"That word system is so overrated," he said Tuesday. "We do what 90 percent of the teams in the league do. You tweak when you need to, but the system was not the problem."
Tom Hicks with his “superstitions” …
Tom Hicks on Tuesday explained his absence from the Stars' first-round playoff finale in Vancouver on Monday night with one word: superstition.
With business clients in town Monday night, Hicks went to Rangers Ballpark in Arlington to watch his baseball team in person and his hockey team play Game 7 against the Canucks on TV. Though it was the first time the Stars have played a first-round Game 7 on the road during Hicks' ownership, he said he wasn't about to change what has become a ritual.
"I'm a very superstitious owner," Hicks said. "I've never been to a road game in the first round in 13 years. Most of those series were with Edmonton, and I couldn't travel there and a superstition developed. I've been to every road game thereafter [in subsequent rounds]."
In Canada, at least this columnist was ripping the refs for Game 7 …
If there was ever a collection of circumstances which favoured the home team, this was it. The Dallas string of penalties in the second and third periods which turned the tide Vancouver's way was nothing short of astonishing, a remarkable turn of events to people who have watched NHL playoff hockey over the years.
With Dallas nursing a lead as only they can in the second period, they proceeded to take seven of the next eight penalties, some of them infractions that wouldn't have been considered offences in a pee-wee game.
A tap on the arm of Trevor Linden by Stu Barnes that wouldn't have bruised an egg
gave Vancouver a two man advantage for 48 seconds in the second period which allowed the Canucks to generate some crowd noise with some great scoring chances, even though they weren't able to convert. But there's no question it lifted Vancouver off the mat.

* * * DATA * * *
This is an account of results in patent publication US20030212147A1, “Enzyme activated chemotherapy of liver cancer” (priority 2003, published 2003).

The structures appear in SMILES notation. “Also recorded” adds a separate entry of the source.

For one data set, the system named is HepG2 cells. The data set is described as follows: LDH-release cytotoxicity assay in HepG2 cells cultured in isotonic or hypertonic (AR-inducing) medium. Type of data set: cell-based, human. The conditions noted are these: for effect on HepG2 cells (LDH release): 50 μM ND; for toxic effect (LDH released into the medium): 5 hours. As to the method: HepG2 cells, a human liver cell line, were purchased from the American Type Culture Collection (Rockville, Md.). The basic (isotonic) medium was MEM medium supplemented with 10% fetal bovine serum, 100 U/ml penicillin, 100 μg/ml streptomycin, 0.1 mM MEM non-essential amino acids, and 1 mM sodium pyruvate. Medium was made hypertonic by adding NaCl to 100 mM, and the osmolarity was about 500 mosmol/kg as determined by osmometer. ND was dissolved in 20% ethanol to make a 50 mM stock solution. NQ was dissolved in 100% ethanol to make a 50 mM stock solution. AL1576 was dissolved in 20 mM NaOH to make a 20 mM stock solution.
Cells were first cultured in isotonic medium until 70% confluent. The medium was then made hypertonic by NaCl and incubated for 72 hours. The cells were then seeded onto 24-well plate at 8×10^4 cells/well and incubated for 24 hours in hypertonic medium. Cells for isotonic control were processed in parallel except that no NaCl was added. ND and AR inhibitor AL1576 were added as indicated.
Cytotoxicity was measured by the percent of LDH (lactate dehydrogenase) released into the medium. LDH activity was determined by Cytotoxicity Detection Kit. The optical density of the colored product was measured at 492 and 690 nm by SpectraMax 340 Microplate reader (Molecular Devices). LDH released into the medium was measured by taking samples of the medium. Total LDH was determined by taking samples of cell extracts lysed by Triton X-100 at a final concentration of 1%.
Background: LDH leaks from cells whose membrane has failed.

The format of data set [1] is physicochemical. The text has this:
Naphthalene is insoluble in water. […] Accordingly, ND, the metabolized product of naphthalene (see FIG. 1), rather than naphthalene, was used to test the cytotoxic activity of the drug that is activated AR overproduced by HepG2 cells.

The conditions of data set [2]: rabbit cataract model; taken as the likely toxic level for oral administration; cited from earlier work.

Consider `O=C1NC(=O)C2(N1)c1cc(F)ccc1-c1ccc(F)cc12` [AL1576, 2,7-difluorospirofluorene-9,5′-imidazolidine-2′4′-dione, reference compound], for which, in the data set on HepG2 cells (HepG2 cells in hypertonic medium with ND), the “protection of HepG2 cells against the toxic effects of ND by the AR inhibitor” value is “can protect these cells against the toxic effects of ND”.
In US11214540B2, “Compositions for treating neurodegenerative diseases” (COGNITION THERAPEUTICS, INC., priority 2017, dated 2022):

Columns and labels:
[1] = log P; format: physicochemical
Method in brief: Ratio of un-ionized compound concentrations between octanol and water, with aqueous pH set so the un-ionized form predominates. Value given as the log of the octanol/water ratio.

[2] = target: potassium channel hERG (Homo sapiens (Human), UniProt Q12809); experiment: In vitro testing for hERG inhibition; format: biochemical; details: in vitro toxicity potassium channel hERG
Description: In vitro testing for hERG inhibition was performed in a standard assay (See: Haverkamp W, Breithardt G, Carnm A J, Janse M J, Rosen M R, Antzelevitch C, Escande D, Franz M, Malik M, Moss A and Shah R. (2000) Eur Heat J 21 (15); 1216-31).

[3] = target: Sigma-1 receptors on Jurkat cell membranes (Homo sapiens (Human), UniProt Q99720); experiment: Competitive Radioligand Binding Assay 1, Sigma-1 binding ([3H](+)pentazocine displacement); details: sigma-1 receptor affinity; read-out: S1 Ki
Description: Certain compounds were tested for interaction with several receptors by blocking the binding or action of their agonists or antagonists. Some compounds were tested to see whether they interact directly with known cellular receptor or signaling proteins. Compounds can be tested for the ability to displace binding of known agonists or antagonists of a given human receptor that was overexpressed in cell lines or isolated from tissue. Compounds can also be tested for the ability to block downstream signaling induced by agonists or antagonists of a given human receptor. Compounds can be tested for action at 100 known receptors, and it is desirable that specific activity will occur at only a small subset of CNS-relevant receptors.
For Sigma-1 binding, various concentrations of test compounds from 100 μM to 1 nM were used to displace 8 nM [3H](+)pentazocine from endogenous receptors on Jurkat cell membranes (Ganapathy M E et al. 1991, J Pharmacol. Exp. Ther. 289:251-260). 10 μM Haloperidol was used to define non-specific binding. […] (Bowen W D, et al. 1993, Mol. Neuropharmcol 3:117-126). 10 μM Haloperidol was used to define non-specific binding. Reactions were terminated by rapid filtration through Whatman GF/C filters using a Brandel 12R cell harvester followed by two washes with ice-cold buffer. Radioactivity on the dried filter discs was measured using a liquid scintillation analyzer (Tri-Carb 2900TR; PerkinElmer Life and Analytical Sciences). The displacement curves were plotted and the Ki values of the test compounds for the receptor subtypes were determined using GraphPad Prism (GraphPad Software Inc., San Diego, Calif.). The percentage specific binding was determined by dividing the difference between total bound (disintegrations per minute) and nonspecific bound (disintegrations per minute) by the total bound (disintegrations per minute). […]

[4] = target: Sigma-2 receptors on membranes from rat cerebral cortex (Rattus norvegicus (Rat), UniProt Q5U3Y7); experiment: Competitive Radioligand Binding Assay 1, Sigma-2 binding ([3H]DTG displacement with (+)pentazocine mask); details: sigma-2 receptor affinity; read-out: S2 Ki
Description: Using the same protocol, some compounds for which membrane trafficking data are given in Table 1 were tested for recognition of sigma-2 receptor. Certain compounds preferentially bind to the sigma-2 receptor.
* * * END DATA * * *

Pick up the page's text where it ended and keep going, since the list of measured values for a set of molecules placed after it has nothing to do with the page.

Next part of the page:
The penalty to Joel Lundqvist early in the third period which again got the Canucks going was nothing short of amazing. There appeared to be virtually no contact between offender and offended, yet the arm shot up as though there'd been some kind of mugging. Harry Neale on Hockey Night called it "a brutal call" and Tom Larscheid reportedly referred to it as "a phantom call" on the TEAM 1040. What Dallas coach Dave Tippett thought of it wasn't known until afterwards, when there was no point moaning.
"Baffling," was how Tippett described the work of Rob Shick and Greg Devorski. "Why don't they let the players decide it. The five penalties we took in the second period changed the whole complexion of the game, changed the momentum of the game. ... We could never get our legs under us after that."
The penalty that resulted in the winning goal was another of those new NHL mysteries, the most flattering thing that can be said about it being that it's been called all year, albeit sporadically. As Daniel Sedin circled the Dallas net with the puck, Jeff Halpern was chasing him with his stick in one hand, lifting it to the point of contact around the waist but not impeding him in the least. Sedin didn't even notice he was there.
Doubtless these guys would take the Adolph Eichmann defence of "just following orders", but never in the history of the game have the officials been so prominent in determining the outcome of games.